In this video I make a dovetailed infill plane from scratch using brass for the sides and mild steel for the sole. I used dovetailed construction which I cut using a hacksaw, chisel and files.
If you're willing to do this yourself be ready for a lot of filling, cutting and sanding. For the infill I used elm for the tote, apple wood for the front bun and an apricot wood for the rear infill. I didn't have enough wood of a single species so I used three different but they match pretty well.
I cut a mortise in the front bun and but a piece of lead in it to add a bit more weight to it. Final weight is about 2.5kg. For the blade I used a 6mm chainsaw bar which I hardened in water ( probably not the way it's supposed to be hardened but the file skates over it and it holds an edge pretty well.)
The video is missing peening the dovetails because I lost that footage as well as making the lever cap but I already showed the process a bit in my spokeshave video. In the video you see me using the a die stock to cut the threads in brass and than in steel. The reason for that is that I originally went with brass but it wasn't strong enough so I switched to steel. I also forgot to film a little steel part which was welded to the sole that forms a frog with wood but it's made using files just like anything else.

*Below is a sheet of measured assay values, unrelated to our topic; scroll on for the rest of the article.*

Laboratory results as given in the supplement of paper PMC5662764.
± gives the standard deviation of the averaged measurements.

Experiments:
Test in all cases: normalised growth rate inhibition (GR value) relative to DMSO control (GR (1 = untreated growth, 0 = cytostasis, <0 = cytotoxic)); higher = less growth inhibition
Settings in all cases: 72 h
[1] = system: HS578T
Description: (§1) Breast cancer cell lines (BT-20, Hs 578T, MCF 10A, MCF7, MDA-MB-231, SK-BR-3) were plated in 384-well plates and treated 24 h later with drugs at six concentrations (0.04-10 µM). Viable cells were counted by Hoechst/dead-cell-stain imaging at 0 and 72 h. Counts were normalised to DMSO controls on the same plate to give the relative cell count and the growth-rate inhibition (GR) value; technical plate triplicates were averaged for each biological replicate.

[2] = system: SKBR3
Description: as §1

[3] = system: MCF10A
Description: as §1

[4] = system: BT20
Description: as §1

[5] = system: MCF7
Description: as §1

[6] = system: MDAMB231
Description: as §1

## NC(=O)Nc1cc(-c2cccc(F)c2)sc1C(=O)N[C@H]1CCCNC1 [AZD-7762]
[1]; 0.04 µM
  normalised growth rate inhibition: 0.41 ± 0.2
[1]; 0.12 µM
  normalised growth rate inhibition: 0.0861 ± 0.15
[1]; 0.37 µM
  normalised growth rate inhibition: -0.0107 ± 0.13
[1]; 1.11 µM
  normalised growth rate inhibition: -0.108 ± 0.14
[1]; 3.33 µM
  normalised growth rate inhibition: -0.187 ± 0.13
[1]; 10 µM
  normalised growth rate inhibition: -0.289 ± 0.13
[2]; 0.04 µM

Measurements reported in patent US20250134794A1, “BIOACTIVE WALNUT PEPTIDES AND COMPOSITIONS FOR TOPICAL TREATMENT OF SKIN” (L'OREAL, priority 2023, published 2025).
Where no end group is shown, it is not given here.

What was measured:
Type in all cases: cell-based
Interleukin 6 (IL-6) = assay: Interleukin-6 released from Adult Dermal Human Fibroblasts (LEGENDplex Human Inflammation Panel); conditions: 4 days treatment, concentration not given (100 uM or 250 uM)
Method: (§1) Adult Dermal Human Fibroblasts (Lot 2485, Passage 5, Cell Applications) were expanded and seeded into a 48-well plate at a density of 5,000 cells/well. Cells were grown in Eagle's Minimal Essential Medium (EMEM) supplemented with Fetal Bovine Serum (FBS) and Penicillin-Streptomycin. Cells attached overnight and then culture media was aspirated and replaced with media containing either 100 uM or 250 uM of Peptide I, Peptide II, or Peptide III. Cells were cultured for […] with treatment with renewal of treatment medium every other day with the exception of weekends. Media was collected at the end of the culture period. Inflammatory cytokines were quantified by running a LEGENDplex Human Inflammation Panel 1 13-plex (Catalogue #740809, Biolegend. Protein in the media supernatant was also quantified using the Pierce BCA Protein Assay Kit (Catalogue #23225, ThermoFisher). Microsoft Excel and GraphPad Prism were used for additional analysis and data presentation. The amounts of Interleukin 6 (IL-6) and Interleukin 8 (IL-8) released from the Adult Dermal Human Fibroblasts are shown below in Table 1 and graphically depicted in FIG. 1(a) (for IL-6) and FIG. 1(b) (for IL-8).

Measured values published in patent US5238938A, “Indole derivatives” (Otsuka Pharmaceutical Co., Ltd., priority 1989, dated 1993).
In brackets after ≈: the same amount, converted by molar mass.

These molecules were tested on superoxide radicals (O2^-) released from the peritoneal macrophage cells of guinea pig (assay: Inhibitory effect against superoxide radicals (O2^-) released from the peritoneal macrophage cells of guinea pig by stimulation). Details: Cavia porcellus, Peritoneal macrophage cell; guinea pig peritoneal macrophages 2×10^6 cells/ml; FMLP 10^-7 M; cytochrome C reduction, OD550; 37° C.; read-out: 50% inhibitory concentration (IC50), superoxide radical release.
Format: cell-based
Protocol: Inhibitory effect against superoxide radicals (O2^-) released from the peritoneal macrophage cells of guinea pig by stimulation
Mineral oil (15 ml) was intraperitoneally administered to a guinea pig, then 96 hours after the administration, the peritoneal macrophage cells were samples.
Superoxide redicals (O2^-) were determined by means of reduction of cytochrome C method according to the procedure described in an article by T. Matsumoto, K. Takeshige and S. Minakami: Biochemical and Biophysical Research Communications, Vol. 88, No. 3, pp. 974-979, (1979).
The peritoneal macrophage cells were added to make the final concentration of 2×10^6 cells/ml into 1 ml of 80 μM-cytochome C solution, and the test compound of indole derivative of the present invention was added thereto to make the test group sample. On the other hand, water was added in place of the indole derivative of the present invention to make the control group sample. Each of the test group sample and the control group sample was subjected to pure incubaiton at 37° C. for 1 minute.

Some of the original features (as far as I'm concerned) are a closed handle with a steel inbetween sort of like a knife handle. I've seen that before only on a Lazarus planes which are far superior but he uses an open handle. Also I've never seen someone add lead to the plane as well as the different sized dovetails.
Also one more confusing part may be the rear infill because I cut an open mortise in it and I cut rabbet joints in both sides of the handle to fit it.
I apologize because some of the shots are out of focus and I sometimes block the camera view but when you're in a zone you tend to forget about it. The test aren't great because it's in spruce but I will use it in future projects and videos.
Some very helpful pages in making the plane were:
Building a Dovetailed Infill Panel Plane
Making a Dovetailed Infill Smoothing Plane - Jim Yehle
Metal Plane Making
Woodworking by Hand: Making an Infill Smoother
Infill Smooth Planes â€” The Lazarus Handplane Co.